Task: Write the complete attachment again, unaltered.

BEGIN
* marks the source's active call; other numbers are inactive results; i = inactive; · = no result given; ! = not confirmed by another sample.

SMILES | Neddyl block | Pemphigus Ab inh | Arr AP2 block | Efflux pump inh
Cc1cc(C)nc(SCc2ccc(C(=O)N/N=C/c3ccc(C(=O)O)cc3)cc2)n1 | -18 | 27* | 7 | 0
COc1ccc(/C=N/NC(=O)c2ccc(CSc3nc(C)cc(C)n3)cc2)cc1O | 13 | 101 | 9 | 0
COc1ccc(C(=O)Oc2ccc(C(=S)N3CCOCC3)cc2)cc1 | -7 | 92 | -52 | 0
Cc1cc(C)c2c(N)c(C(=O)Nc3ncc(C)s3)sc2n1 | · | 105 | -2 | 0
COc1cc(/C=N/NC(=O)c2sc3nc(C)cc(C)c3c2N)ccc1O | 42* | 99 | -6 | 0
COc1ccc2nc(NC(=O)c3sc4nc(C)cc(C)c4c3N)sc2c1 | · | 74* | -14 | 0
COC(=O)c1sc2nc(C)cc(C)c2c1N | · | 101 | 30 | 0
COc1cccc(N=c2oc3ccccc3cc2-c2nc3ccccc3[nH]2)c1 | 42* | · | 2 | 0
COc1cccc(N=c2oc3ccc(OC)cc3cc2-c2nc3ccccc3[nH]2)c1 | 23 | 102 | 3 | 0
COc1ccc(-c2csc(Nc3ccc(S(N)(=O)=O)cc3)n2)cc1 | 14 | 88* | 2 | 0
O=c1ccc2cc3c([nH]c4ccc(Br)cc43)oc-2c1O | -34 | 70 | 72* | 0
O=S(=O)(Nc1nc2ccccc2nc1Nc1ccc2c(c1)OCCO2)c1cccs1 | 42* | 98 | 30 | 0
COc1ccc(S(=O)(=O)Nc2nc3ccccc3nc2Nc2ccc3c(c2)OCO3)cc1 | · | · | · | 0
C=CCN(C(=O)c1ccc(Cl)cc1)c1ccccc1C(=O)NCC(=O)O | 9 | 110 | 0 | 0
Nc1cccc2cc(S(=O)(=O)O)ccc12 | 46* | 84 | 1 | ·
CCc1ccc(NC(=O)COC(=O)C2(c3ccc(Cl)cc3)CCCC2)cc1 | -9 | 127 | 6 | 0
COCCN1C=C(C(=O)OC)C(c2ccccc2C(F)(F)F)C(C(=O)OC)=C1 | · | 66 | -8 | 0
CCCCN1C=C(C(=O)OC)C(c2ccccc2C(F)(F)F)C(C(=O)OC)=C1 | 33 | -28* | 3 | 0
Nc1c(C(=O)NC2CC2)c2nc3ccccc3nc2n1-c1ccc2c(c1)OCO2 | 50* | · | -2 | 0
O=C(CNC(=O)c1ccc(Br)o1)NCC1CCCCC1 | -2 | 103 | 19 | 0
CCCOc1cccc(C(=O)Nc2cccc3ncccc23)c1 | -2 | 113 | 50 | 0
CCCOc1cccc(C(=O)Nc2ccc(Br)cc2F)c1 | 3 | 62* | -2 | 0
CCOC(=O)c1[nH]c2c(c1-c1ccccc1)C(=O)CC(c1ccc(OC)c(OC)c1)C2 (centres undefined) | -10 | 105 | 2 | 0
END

* marks the source's active call; other numbers are inactive results; i = inactive; · = no result given; ! = not confirmed by another sample.

SMILES | Neddyl block | Pemphigus Ab inh | Arr AP2 block | Efflux pump inh
Cc1cc(C)nc(SCc2ccc(C(=O)N/N=C/c3ccc(C(=O)O)cc3)cc2)n1 | -18 | 27* | 7 | 0
COc1ccc(/C=N/NC(=O)c2ccc(CSc3nc(C)cc(C)n3)cc2)cc1O | 13 | 101 | 9 | 0
COc1ccc(C(=O)Oc2ccc(C(=S)N3CCOCC3)cc2)cc1 | -7 | 92 | -52 | 0
Cc1cc(C)c2c(N)c(C(=O)Nc3ncc(C)s3)sc2n1 | · | 105 | -2 | 0
COc1cc(/C=N/NC(=O)c2sc3nc(C)cc(C)c3c2N)ccc1O | 42* | 99 | -6 | 0
COc1ccc2nc(NC(=O)c3sc4nc(C)cc(C)c4c3N)sc2c1 | · | 74* | -14 | 0
COC(=O)c1sc2nc(C)cc(C)c2c1N | · | 101 | 30 | 0
COc1cccc(N=c2oc3ccccc3cc2-c2nc3ccccc3[nH]2)c1 | 42* | · | 2 | 0
COc1cccc(N=c2oc3ccc(OC)cc3cc2-c2nc3ccccc3[nH]2)c1 | 23 | 102 | 3 | 0
COc1ccc(-c2csc(Nc3ccc(S(N)(=O)=O)cc3)n2)cc1 | 14 | 88* | 2 | 0
O=c1ccc2cc3c([nH]c4ccc(Br)cc43)oc-2c1O | -34 | 70 | 72* | 0
O=S(=O)(Nc1nc2ccccc2nc1Nc1ccc2c(c1)OCCO2)c1cccs1 | 42* | 98 | 30 | 0
COc1ccc(S(=O)(=O)Nc2nc3ccccc3nc2Nc2ccc3c(c2)OCO3)cc1 | · | · | · | 0
C=CCN(C(=O)c1ccc(Cl)cc1)c1ccccc1C(=O)NCC(=O)O | 9 | 110 | 0 | 0
Nc1cccc2cc(S(=O)(=O)O)ccc12 | 46* | 84 | 1 | ·
CCc1ccc(NC(=O)COC(=O)C2(c3ccc(Cl)cc3)CCCC2)cc1 | -9 | 127 | 6 | 0
COCCN1C=C(C(=O)OC)C(c2ccccc2C(F)(F)F)C(C(=O)OC)=C1 | · | 66 | -8 | 0
CCCCN1C=C(C(=O)OC)C(c2ccccc2C(F)(F)F)C(C(=O)OC)=C1 | 33 | -28* | 3 | 0
Nc1c(C(=O)NC2CC2)c2nc3ccccc3nc2n1-c1ccc2c(c1)OCO2 | 50* | · | -2 | 0
O=C(CNC(=O)c1ccc(Br)o1)NCC1CCCCC1 | -2 | 103 | 19 | 0
CCCOc1cccc(C(=O)Nc2cccc3ncccc23)c1 | -2 | 113 | 50 | 0
CCCOc1cccc(C(=O)Nc2ccc(Br)cc2F)c1 | 3 | 62* | -2 | 0
CCOC(=O)c1[nH]c2c(c1-c1ccccc1)C(=O)CC(c1ccc(OC)c(OC)c1)C2 (centres undefined) | -10 | 105 | 2 | 0